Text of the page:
[“Ry, you died. You’ve been dead for almost an entire week.”]

Sorry to Bother You Is This Summer’s Must-See Dystopian Satire

What Get Out is to horror, Sorry To Bother You is to satire. Writer and director Boots Riley has put together a deliriously punk rock and intensely Oakland film with a bark as vicious as its bite: It’s an exhilarating dystopian work of science fiction, a scathing critique of American ideals, and a love song to the Bay Area. Riley is about as subtle as a baseball bat to the face, but that made me love the movie even more.

[“Stick To The Script”]

Colonizers’ Comeuppance: Space Unicorn Blues by T.J. Berry

Science fiction and fantasy blur together in this rolicking space opera about a half-unicorn and a down-on-her-luck spaceship captain. In the future, the US, India, and Oceania band together out of the ashes of a ruined Earth to form the Reason. With the help of omniscient alien beings called the Pymmie, Reasoners launch generation ships into space and “discover” the Bala, alien beings that inspired our mythological creatures. Unicorns, fauns, dryads, necromancers, and more inhabit the worlds around Earth… that is, until Reason colonizes the hell out of them.

Technically, Gary Cobalt is only half-unicorn, but it’s enough to send him to a harvest center after he’s released from prison on a murder rap. He escapes the clutches of Reason with the help of Jenny Perata, his nemesis who once held him captive and used his horn to power his ship’s faster-than-light drive. They’re joined by her cantankerous co-pilot, Cowboy Jim, and rebellious roustabout, Ricky Tang. Jenny and Gary have plans of their own, but when the Sisters of the Supersymmetrical Axion conscript them into making a delivery come hell or high water, they have no choice but to comply. They better get those boxes to the Century Summit before the Pymmie return to judge humanity … or else!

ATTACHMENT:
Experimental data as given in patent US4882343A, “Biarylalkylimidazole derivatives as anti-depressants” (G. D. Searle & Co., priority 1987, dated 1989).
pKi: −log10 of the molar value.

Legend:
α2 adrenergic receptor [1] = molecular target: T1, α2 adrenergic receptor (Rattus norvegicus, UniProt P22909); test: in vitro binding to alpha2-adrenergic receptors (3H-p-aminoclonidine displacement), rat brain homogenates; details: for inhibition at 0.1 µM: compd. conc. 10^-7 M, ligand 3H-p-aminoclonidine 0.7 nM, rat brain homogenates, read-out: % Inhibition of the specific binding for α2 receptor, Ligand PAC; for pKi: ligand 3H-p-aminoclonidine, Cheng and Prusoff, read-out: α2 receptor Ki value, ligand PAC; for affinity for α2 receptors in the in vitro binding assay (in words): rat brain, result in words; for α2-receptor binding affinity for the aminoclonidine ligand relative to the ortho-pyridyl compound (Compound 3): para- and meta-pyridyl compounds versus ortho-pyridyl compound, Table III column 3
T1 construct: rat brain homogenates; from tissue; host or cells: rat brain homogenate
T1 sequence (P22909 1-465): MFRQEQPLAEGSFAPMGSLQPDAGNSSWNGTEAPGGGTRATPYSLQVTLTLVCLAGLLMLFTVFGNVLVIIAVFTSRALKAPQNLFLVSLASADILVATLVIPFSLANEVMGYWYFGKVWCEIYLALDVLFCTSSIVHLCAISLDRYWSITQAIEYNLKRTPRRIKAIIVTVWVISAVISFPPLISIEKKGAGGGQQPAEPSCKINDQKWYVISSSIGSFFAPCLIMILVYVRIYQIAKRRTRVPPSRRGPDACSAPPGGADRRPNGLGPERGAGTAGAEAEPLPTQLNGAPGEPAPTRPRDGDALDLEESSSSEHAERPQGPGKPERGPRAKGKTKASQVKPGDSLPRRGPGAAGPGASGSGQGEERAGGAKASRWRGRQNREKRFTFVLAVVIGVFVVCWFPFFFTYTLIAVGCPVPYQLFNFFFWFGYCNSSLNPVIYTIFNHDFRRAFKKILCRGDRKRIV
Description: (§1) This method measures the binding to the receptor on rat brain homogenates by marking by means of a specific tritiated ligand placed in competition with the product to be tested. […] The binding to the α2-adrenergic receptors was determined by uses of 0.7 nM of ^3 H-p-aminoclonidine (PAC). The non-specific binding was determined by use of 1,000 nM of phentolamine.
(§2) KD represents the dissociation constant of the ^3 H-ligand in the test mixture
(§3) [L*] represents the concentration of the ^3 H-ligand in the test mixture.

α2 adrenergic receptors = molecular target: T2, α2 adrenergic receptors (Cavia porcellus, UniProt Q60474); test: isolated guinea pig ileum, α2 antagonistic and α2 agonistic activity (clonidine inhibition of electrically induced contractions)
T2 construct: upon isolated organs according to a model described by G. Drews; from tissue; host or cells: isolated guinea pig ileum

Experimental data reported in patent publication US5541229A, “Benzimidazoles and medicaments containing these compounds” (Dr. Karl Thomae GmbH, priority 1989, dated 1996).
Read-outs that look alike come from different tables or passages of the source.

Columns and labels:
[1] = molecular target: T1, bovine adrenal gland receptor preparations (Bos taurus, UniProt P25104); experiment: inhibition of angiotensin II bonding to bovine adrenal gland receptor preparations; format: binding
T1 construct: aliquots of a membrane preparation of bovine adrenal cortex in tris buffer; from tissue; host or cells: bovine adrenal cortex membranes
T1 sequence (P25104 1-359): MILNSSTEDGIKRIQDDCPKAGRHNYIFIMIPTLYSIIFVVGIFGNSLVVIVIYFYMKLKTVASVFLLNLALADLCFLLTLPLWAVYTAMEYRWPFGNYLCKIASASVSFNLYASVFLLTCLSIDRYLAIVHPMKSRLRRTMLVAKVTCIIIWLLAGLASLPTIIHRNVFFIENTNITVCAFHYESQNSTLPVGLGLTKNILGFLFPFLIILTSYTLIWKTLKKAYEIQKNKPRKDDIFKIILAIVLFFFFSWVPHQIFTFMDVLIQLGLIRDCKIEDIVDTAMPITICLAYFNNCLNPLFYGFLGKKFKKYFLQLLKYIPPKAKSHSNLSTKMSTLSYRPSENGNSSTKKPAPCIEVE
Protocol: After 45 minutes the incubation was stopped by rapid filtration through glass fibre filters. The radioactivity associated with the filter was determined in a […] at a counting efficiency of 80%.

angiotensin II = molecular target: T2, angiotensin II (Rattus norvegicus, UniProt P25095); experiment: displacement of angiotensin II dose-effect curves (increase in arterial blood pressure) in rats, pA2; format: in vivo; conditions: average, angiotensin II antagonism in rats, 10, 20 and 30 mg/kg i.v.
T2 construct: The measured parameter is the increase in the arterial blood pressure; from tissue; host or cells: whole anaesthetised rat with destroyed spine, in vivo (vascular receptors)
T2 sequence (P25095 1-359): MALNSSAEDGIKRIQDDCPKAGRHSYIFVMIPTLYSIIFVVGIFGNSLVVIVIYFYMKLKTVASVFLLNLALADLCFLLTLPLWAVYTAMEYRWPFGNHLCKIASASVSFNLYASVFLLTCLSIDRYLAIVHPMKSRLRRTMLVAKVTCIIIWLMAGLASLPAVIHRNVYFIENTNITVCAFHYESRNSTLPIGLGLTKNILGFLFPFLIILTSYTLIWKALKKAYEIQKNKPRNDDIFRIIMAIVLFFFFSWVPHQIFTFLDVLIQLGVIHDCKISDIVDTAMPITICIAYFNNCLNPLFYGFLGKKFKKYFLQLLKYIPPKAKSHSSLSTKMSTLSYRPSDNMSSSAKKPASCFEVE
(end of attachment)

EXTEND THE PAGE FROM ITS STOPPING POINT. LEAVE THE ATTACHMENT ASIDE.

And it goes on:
[“Humans were never more persistent than when they were in the wrong.”]

Girls Rule In This Season’s New Young Adult Fiction

SO. MUCH. SCIENCE FICTION. There must be something in the water, because science fiction is crawling out of the woodwork this season. There’s some great fantasy as well, but space is apparently where it’s at right now. Luckily, it’s not just the same old, same old, but a lot of cool premises and tons of racial, gender, and sexual diversity.